By Kyung Mun
When I read about AT&T's recent announcement to re-introduce an "unlimited" data plan, my initial thought regarded whether the industry has an excess supply problem and whether it needs to reinvigorate demand. Last time the U.S. wireless industry actively promoted unlimited data plans, the purpose was to drive utilization of newly built LTE networks with smartphone sales. With increasing utility of smartphones supplemented with vibrant developer ecosystems, the data usage and utilization eventually grew. When the data growth began to encroach on the network supply in key markets, the top carriers phased out of the unlimited data plans to new family plans and device upgrades to balance demand and network supply.
So, why is AT&T bringing back its unlimited data plan after a six-year hiatus? Has it increased its network capacity enough that the company doesn't care about rapid demand growth?
The answer may lie in the conditions around the offering. The latest unlimited data plan from AT&T is eligible only to those who also subscribe to AT&T's video offering either through satellite (DirecTV) or terrestrial (U-verse) links. The unlimited wireless data plan appears to be a promotional tool to cross-sell or upsell to a bundled offering to capture household accounts and reduce overall churn. With AT&T's "integration and bundling" strategy leveraging its diverse network assets of wireless, terrestrial, and satellite links, it is plausible to believe that it may have sufficient aggregate network capacity across all three links to optimize specific service delivery use cases. In contrast, for the other three (predominantly mobile) carriers with more homogeneous network assets, the unlimited data plan offering needs to be carefully weighed against its wireless network supply.
One way to gauge today's and future network supply is to look at the spectrum holdings against the number of subscribers on each carrier's networks. This "spectrum per subscriber" chart illuminates network supply against the backdrop of demand usage as reflected in the subscriber numbers. (Note that the chart reflects both the spectrum in use and in inventory. Except for Sprint, most of the spectrum holdings are in use for LTE and older 2G/3G technologies.)
It is evident from the chart that Verizon has the tightest network supply, considering its vast subscriber base. Perhaps that is a reason for its hesitation in joining the latest unlimited data plan party. In fact, it recently raised the price for its grandfathered unlimited data plan, perhaps acknowledging that unlimited data plan has a value that needs to be paid for. (Interestingly, wireline providers, including AT&T, Comcast, and Suddenlink have recently introduced unlimited data plans ranging anywhere from $10-30 monthly.) With its focus on online advertising (e.g., Go90) for incremental revenue growth, Verizon appears to be less keen on the unlimited data plan which can potentially jeopardize its prized network quality leadership.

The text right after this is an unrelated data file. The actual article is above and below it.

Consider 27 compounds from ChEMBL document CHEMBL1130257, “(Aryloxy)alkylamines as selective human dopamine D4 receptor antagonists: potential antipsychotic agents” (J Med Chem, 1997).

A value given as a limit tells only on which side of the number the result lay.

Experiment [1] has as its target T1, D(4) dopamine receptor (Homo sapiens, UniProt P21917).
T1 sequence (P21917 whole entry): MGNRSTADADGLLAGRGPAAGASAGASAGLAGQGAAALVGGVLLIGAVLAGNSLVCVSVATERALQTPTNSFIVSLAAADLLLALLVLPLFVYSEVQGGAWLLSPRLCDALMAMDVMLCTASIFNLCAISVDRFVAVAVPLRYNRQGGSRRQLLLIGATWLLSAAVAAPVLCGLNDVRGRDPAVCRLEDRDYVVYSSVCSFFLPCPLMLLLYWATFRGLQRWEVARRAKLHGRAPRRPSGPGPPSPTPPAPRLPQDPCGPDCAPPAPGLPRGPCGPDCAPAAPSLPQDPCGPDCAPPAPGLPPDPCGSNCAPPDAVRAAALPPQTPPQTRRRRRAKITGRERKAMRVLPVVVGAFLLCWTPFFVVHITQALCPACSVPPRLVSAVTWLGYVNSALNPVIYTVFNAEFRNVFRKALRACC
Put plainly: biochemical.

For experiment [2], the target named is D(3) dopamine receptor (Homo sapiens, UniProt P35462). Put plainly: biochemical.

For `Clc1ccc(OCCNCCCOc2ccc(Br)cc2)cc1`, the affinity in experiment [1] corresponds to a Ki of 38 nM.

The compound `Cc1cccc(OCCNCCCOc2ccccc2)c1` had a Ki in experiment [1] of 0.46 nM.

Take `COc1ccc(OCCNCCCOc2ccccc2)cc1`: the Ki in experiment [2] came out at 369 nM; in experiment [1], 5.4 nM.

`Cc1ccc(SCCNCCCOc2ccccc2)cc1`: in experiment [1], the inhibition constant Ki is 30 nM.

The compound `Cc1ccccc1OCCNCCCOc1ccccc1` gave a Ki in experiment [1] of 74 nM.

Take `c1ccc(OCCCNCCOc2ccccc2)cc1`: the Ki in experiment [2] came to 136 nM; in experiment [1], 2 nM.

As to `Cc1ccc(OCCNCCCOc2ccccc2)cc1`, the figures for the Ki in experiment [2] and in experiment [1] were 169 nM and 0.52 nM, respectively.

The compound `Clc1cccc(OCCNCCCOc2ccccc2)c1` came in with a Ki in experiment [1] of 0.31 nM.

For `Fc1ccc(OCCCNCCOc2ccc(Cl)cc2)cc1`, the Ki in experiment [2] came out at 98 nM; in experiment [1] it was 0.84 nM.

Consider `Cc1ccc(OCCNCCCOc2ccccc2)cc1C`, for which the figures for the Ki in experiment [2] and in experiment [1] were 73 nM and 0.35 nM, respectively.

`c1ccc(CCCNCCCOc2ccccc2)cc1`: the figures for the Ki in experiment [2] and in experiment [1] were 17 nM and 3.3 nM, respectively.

Meanwhile, the challengers, T-Mobile and Sprint, never really withdrew their unlimited data plans. They are largely managing the demand through throttling. Managed video streaming partnership with over-the-top online video providers in the case of T-Mobile (Binge On) is one way in which the wireless carriers are trying to get ahead of the demand curve.
Fundamentally, the ingredients for wireless supply are spectrum, capital, and technology. With standardized (3GPP) technology widely available for all carriers, the differentiating factors come down to how much spectrum each carrier holds, and how much capital (i.e., cell sites and radios) a carrier is willing and able to spend toward "manufacturing" enough supply to create a competitive advantage.
The use of unlicensed (LTE-U/LAA) and shared spectrum (3.5GHz) will create additional supply for the wireless carriers, but effective use of unlicensed and 3.5GHz bands will require massive deployment of small cells.
One thing is clear. The "worry-free consumption" of unlimited plans at a fixed price has a universal appeal with consumers. Whichever carrier can map out a continual supply ramp to meet the growing demand for data consumption for communication and entertainment will be well positioned. Looking to the future, we've mapped out the 5G architectures that mobile operators will use to compete with fixed broadband providers, and our calculations indicate that 5G networks can be cost-effective enough to win in the fixed broadband market.
This step by AT&T should be seen as an indication of their future direction: They will add huge capacity to their networks with unlicensed bands, small cells, and 5G (and fiber and G.fast on wireline)….and they are changing back to the unlimited pricing model to fill the pipeline.
Kyung Mun is a seasoned technology strategy and product development professional at Mobile Experts LLC. Mobile Experts is a network of market and technology experts that provide market analysis on the mobile infrastructure and mobile handset markets. Over the course of his career, Kyung has contributed to the advancement of mobile communication and telecom industry and learned from colleagues at Motorola, Texas Instruments, Alcatel-Lucent, CableLabs, and a few start-ups in between.